The Crazy Eights are five high school seniors who have learned something important early in life: it's not lonely at the top.
They're long-distance runners who have gotten to the top in large part because they are always together.
When they came to the Hilton Head Island High School cross country program as eighth-graders, Coach Bill Wrightson dubbed them the Crazy Eights.
Since then, they've been running year-round, stride after painful stride, each of them covering about 2,000 miles a year. It's an experience few ever know, and fewer still understand.
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They've grown so close their addresses are almost interchangeable. Their parents joke that they are a cult.
The kids say they're simply doing what they love. They push each other, and push themselves. Their coaches say they bought into a demanding program, sacrificed to the max and turned a lonely grind into shared joy. Their parents say they are blessed to witness it.
Early Saturday morning, the Crazy Eights pumped their taut legs over a frigid Columbia terrain in their last cross country meet for the Seahawks. The boys' team won the state championship, its second in a row. The girls finished second, after back-to-back championships.
Seniors Jack Felix, Mackenzie Johnston, Michael Brewer, Sara Manesiotis and Rosie Dungan gave it their best, and got strong support from younger teammates who will now follow in their footsteps.
"Why would you run 15 miles every day?" they get asked a lot at school. "Why would you do that?"
In response, they wonder why others would want to party every day.
It's not as if running is all they do.
All but Sara are surfing fanatics. But she's right there with them at Burkes Beach when they skim the surf and beg the mighty Atlantic to bring it on.
Michael, who they call "Goliath," is a musician. Rosie is an artist. She spent last week's fall break at school, painting a mural on D-Hall.
Jack and Michael compete on high-performance cycling teams. Jack's on the school swim team, and Sara plays soccer and basketball. Her coach calls her "Queenie"; the social butterfly, always on the homecoming court.
They all run track.
They run every single day. When coaches Wrightson and Max Mayo say to take a break, they run. On Christmas and New Year's Day, they run.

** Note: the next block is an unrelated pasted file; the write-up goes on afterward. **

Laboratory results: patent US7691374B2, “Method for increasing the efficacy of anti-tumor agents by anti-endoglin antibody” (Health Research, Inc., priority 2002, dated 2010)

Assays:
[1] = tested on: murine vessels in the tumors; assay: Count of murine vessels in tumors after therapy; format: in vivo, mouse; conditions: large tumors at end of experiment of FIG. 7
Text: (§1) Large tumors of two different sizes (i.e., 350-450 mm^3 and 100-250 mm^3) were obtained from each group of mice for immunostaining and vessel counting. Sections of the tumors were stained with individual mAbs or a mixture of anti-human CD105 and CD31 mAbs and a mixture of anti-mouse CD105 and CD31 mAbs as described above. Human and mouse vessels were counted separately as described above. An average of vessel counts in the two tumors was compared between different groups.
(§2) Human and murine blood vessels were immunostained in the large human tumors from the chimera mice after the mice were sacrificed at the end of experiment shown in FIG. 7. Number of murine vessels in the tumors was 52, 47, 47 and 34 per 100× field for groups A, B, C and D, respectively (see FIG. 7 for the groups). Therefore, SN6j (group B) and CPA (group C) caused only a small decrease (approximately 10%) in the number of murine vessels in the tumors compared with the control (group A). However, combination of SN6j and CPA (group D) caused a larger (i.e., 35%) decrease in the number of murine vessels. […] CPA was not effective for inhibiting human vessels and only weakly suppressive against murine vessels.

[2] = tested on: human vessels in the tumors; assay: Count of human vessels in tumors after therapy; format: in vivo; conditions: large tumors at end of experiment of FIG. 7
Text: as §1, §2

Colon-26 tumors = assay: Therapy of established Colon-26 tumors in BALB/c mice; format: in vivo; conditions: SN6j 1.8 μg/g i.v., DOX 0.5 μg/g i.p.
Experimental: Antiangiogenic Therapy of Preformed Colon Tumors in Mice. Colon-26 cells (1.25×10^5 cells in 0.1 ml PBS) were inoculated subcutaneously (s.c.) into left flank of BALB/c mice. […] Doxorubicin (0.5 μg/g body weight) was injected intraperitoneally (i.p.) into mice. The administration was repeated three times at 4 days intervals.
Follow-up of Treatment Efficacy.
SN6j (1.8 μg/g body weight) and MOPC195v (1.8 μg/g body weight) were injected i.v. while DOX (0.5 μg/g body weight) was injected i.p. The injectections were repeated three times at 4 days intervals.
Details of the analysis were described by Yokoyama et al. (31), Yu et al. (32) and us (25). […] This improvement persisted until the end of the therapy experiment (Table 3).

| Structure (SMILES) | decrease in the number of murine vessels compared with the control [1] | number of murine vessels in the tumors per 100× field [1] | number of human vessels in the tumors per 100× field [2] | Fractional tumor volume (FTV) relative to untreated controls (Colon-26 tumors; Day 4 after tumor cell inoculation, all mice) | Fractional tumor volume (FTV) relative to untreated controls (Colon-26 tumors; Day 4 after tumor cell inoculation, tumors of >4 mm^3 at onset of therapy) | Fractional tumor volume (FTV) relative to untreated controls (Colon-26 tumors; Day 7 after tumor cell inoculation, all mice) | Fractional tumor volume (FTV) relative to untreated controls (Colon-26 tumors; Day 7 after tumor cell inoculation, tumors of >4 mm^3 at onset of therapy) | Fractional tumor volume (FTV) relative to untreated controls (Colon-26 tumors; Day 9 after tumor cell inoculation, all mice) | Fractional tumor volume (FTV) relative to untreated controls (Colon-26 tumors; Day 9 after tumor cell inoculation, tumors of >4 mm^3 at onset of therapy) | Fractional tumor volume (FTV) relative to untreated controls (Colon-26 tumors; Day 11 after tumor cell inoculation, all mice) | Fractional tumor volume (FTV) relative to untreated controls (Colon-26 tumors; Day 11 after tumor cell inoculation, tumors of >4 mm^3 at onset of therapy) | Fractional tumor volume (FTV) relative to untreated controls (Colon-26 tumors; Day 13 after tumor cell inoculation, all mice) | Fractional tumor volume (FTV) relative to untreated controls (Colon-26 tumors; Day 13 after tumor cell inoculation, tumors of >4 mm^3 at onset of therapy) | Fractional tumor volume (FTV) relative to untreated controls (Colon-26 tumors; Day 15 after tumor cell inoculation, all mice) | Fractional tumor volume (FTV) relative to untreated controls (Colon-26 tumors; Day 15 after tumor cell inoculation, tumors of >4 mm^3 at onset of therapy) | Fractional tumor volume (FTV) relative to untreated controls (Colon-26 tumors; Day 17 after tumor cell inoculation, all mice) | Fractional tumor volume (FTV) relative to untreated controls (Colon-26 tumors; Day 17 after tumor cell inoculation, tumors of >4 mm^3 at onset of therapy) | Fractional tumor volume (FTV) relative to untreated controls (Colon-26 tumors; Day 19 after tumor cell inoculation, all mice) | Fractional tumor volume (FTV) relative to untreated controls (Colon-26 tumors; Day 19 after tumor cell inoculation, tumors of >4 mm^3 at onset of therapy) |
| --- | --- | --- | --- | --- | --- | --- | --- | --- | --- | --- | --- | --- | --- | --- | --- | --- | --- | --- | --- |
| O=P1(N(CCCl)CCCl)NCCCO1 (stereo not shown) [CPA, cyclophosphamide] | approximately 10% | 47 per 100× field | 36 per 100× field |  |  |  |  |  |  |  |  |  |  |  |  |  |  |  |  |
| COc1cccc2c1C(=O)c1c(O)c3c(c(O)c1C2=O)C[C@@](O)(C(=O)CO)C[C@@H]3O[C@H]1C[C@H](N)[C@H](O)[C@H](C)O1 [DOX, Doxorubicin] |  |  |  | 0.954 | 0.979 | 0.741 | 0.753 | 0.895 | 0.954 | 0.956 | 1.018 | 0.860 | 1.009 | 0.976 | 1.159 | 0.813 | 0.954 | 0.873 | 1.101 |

They do summer running camp and weight-lifting. When the season begins in the dog days of summer, you'll see the teams starting a 10-mile run at 7 a.m. on the roads of Hilton Head Plantation. In the afternoon, they'll run four more miles.
The Crazy Eights know that the wide-eyed eighth-graders are watching them, just as they used to watch Dominic DeSantis, now running for Purdue University, and Cory Beck.
"We run to the best of our ability every day," Sara said.
"Our coach says, 'Beat your best self,' " Rosie said.
"We're all really humbled by each other," Jack said. "It keeps us competitive and keeps us focused."
They know there's a team hierarchy, and they rule. "On paper, it's like communism," one says.
"The younger boys, to some degree, run because they're scared," Michael said.
"The girls run because we've made them love it," Sara said.
They call that cross country humor. They describe their humor as "immature."
"When we all get together," Rosie said, "the maturity level plummets."
Voice of reason
Cross country swallows entire families because they spend so much time together.
Sara's father, Mike Manesiotis, is the defacto team operations manager. Sara said he's the "tent putter-upper" at all the meets. It's set up when they get there, always in the best spot. At a recent Nike regional meet, it was so cold he had sides on the tent and heaters inside. They called it Camp Hilton Head.
Every time the teams run in Columbia, they load up on carbohydrates the night before the race with a big meal at Jack's grandmother's house. To the teams, Judy Felix is "Pasta Mama." She's the only person not on the team to have a team sweatshirt.
Jack's mom, Lindy Felix, and Mackenzie's mom, Suzanna Johnston, grew up together in Greenwood.
Now they're watching their children grow up together. They think the Crazy Eights have helped, by-and-large keeping each other out of trouble.
Rosie's mother, Amy Dungan, says the kids are not angels. The kids themselves say they've had sibling-like fights and low points. But Amy Dungan said they've maintained a clean lifestyle.
"At a time in their lives when peer pressure prevails," she said, "the Crazy Eights have stood strong together, each taking turns as the 'voice of reason' when tempted to stray."
Lindy Felix said, "Sometimes it's not always the cool thing to do what they're doing."
They definitely don't do it for the accolades. Cross country results are sometimes closer to the newspaper's weather map than the front page.
They've done it because to them it's fun. It's a challenge. And if you make it to the top, you're never alone.